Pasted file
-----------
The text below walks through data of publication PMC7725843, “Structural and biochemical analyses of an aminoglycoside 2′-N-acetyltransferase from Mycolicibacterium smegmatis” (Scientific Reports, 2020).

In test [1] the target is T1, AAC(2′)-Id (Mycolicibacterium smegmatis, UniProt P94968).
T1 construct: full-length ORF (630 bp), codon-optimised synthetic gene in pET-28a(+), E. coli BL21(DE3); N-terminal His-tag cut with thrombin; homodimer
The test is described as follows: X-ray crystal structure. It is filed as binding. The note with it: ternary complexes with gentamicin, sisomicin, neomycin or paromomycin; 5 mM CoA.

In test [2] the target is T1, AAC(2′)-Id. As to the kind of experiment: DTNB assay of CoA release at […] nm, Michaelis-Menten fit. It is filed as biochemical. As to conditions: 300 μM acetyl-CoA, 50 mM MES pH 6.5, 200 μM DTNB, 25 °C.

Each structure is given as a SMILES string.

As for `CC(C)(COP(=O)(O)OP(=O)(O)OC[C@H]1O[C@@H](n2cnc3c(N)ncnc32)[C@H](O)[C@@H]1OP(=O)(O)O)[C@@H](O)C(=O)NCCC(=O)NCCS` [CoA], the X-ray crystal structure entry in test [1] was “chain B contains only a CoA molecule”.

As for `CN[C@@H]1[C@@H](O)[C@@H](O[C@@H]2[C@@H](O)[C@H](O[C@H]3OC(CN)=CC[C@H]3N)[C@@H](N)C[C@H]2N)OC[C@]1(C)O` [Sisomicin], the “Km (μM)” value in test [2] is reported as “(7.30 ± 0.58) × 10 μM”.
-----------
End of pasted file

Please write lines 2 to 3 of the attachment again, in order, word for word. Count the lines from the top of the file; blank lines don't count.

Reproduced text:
In test [1] the target is T1, AAC(2′)-Id (Mycolicibacterium smegmatis, UniProt P94968).
T1 construct: full-length ORF (630 bp), codon-optimised synthetic gene in pET-28a(+), E. coli BL21(DE3); N-terminal His-tag cut with thrombin; homodimer